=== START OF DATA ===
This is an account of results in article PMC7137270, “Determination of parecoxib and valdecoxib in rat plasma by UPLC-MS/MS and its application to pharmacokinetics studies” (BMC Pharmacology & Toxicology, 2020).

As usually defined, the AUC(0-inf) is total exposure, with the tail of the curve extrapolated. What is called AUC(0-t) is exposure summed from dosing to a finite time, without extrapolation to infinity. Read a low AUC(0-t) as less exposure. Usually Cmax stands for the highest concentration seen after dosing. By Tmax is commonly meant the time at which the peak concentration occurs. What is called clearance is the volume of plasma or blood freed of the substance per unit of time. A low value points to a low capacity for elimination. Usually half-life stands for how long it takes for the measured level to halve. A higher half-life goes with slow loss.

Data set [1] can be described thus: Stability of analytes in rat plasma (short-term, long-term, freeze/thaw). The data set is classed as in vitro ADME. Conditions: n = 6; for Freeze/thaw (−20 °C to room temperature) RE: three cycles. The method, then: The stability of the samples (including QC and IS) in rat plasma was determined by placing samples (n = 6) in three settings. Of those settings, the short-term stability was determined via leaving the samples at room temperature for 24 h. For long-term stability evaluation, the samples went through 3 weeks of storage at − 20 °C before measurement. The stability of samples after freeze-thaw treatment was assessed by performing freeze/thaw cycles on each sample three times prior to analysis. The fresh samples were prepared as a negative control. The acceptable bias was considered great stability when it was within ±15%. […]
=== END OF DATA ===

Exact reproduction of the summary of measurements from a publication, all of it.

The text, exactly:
This is an account of results in article PMC7137270, “Determination of parecoxib and valdecoxib in rat plasma by UPLC-MS/MS and its application to pharmacokinetics studies” (BMC Pharmacology & Toxicology, 2020).

As usually defined, the AUC(0-inf) is total exposure, with the tail of the curve extrapolated. What is called AUC(0-t) is exposure summed from dosing to a finite time, without extrapolation to infinity. Read a low AUC(0-t) as less exposure. Usually Cmax stands for the highest concentration seen after dosing. By Tmax is commonly meant the time at which the peak concentration occurs. What is called clearance is the volume of plasma or blood freed of the substance per unit of time. A low value points to a low capacity for elimination. Usually half-life stands for how long it takes for the measured level to halve. A higher half-life goes with slow loss.

Data set [1] can be described thus: Stability of analytes in rat plasma (short-term, long-term, freeze/thaw). The data set is classed as in vitro ADME. Conditions: n = 6; for Freeze/thaw (−20 °C to room temperature) RE: three cycles. The method, then: The stability of the samples (including QC and IS) in rat plasma was determined by placing samples (n = 6) in three settings. Of those settings, the short-term stability was determined via leaving the samples at room temperature for 24 h. For long-term stability evaluation, the samples went through 3 weeks of storage at − 20 °C before measurement. The stability of samples after freeze-thaw treatment was assessed by performing freeze/thaw cycles on each sample three times prior to analysis. The fresh samples were prepared as a negative control. The acceptable bias was considered great stability when it was within ±15%. […]